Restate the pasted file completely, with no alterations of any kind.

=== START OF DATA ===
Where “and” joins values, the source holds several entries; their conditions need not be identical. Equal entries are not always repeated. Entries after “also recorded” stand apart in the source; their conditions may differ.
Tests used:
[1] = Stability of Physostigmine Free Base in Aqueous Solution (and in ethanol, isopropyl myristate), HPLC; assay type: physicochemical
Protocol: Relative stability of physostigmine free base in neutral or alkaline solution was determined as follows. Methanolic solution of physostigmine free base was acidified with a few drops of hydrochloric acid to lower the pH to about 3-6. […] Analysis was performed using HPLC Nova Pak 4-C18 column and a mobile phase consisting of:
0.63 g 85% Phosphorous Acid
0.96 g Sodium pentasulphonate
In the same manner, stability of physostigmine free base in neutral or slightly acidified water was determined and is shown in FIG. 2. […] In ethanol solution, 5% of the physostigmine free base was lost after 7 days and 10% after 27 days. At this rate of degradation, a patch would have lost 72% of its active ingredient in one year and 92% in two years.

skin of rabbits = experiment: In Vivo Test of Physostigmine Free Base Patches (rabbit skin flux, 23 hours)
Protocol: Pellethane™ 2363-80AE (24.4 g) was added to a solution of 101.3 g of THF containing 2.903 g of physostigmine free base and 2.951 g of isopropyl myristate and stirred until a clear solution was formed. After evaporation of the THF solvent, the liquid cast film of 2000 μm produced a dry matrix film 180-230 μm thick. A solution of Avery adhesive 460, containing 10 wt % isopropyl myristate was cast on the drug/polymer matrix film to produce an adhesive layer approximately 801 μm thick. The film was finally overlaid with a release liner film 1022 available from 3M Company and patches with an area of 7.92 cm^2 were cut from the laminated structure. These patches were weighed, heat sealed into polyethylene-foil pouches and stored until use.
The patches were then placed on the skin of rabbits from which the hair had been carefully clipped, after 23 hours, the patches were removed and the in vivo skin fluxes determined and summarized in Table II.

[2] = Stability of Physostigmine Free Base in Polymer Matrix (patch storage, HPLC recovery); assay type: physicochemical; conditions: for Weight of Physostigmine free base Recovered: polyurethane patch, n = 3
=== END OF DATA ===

Where “and” joins values, the source holds several entries; their conditions need not be identical. Equal entries are not always repeated. Entries after “also recorded” stand apart in the source; their conditions may differ.
Tests used:
[1] = Stability of Physostigmine Free Base in Aqueous Solution (and in ethanol, isopropyl myristate), HPLC; assay type: physicochemical
Protocol: Relative stability of physostigmine free base in neutral or alkaline solution was determined as follows. Methanolic solution of physostigmine free base was acidified with a few drops of hydrochloric acid to lower the pH to about 3-6. […] Analysis was performed using HPLC Nova Pak 4-C18 column and a mobile phase consisting of:
0.63 g 85% Phosphorous Acid
0.96 g Sodium pentasulphonate
In the same manner, stability of physostigmine free base in neutral or slightly acidified water was determined and is shown in FIG. 2. […] In ethanol solution, 5% of the physostigmine free base was lost after 7 days and 10% after 27 days. At this rate of degradation, a patch would have lost 72% of its active ingredient in one year and 92% in two years.

skin of rabbits = experiment: In Vivo Test of Physostigmine Free Base Patches (rabbit skin flux, 23 hours)
Protocol: Pellethane™ 2363-80AE (24.4 g) was added to a solution of 101.3 g of THF containing 2.903 g of physostigmine free base and 2.951 g of isopropyl myristate and stirred until a clear solution was formed. After evaporation of the THF solvent, the liquid cast film of 2000 μm produced a dry matrix film 180-230 μm thick. A solution of Avery adhesive 460, containing 10 wt % isopropyl myristate was cast on the drug/polymer matrix film to produce an adhesive layer approximately 801 μm thick. The film was finally overlaid with a release liner film 1022 available from 3M Company and patches with an area of 7.92 cm^2 were cut from the laminated structure. These patches were weighed, heat sealed into polyethylene-foil pouches and stored until use.
The patches were then placed on the skin of rabbits from which the hair had been carefully clipped, after 23 hours, the patches were removed and the in vivo skin fluxes determined and summarized in Table II.

[2] = Stability of Physostigmine Free Base in Polymer Matrix (patch storage, HPLC recovery); assay type: physicochemical; conditions: for Weight of Physostigmine free base Recovered: polyurethane patch, n = 3